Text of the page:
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The Nation | A Nation Waits

War Debated in the Heart of Bush Country

Editor's Note: This is one in an occasional series of columns from across America as it prepares for a possible war in Iraq.

November 24, 2002|PETER H. KING

MIDLAND, Texas — As they do most days, the oilmen met in the Petroleum Club for coffee at 9:30 a.m. -- not exactly dawn's earliest light, but then, as the official from the Permian Basin Petroleum Assn. put it, "These aren't the guys who get their boots muddy. These are the guys who pay the guys who get their boots muddy."

Eight or nine of these heavy hitters -- producers, drilling contractors, consultants -- were seated around an octagonal poker table in the private club. Most wore windbreakers, slacks and no neckties. Two sported cowboy boots. One chewed an unlit cigar.

"They'll tell you more than they know about anything," Morris Burns, executive vice president of the association, said with a chuckle as he led the way to the table.

The daily conversation, it was explained to a visitor, tends to be freewheeling, with topics bouncing from football coaches to school board politics to memories of old Texas, from the weather (dry) to the Permian Basin oil business (slow).

But on this morning -- after first making it clear they didn't want their names in the newspaper, no sir -- the assembled agreed to address the possible war with Iraq. Since the most cynical critics contend that the war, if it comes, will be waged more than anything for oil, it seemed sensible to see what the sages of the Texas oil patch made of the situation.

Burns had predicted unqualified support. "I think you'll find there's a pretty strong consensus around here that it has to happen," he said on the short walk over to the club, in a squat, sand-colored building on the edge of downtown.

Midland, after all, is Bush country, the place where the president spent a good chunk of his boyhood, where he cut his teeth in the oil business. This wood-paneled sanctuary had been one of his hangouts. The fellows at this green felt table all knew Bush in one way or another.

Given all this, the conversation took a surprising turn right out of the gate. Across the table sat a balding bear of a man, arms folded over his chest. He was the first to speak. It seemed, he said, "that we might ultimately have to go." But he had doubts.

"What bothers me," he said, speaking slowly with a West Texas twang, "is that it's a never-ending situation in the Middle East. It's kind of like stirring up those damn fire ants. They go underground for a while and then they come back and eat you up.

"And I've got a lot of mixed feelings about where we might be at the end of it. Who will be next after Iraq? How much will it cost to rebuild the country? And how will we pay for that?"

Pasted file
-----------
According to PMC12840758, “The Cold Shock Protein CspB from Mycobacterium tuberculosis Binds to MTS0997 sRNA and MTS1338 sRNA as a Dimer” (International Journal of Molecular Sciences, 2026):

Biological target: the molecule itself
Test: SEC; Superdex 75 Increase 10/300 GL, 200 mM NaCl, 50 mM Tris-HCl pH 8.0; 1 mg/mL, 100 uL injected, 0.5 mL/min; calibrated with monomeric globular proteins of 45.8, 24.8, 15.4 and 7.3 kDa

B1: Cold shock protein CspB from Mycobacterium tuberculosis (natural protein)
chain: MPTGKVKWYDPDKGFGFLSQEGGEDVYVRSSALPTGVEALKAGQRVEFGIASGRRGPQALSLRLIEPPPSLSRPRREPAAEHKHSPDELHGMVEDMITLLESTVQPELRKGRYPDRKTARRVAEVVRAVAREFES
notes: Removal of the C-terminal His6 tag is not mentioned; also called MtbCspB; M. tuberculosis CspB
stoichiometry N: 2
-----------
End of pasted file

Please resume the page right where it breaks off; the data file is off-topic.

So Bush hadn't made the case?

"As far as I'm concerned, the case has not been made. It's probably been made to the people in charge. I don't know all what they know. I can only go by what's on the table."

A silver-haired man in an Indian print sweater cleared his throat. He'd served in Korea -- "they called it a 'police action,' but it seemed like a war to me" -- and a half-century later, he pointed out, U.S. troops remain there, enforcing the peace.

"I'd just hate to suck up a lot of young people," he said, "send them into something where we're not sure what's at the end of it."

Before anyone began singing "Kumbaya," however, others jumped into the fray. They spoke of weapons of mass destruction -- "the bad stuff," one called it -- and a rogue leader willing to "gas his own people," and the implications of Sept. 11.

"I think the administration knows exactly what it's doing," said a slight, older gentleman in a bright red windbreaker. "It's a dangerous situation. And if we don't do something now, we are going to suffer the consequences later."

"We are dealing with a blooming idiot," said another, "and he is not going to go away on his own."

They seemed to regard the late diplomatic moves, the advent of inspections and so forth, as prelude to the inevitable: "We are going to take him out," one said grimly, "one way or another."

Hope was expressed that the conflict might not be all that big and bloody. Hadn't a few well-aimed missiles done the trick with [Libya's Moammar] Kadafi back in 1986? At the same time, Burns said, it's tough fighting people who are more than willing to die for their beliefs.

"It's kind of like trying to buy location from somebody who doesn't need any money," the man in the sweater agreed. "It takes away all your arguments."

As for what war might mean for their business, the consensus was expressed by the man chewing the cigar: "Probably not much." The Permian Basin, which produces about 70% of the oil flow from Texas, is considered a "mature" region, meaning it costs more and more to coax oil out of the ground. A consultant at the table said a client just spent $27 million exploring the basin, "and he didn't get enough oil to grease a shotgun."

If a conflict started in Iraq, prices might climb a bit at first, but these oilmen weren't expecting any long-term windfalls.

Yet, should the war engulf the entire Middle East region ...

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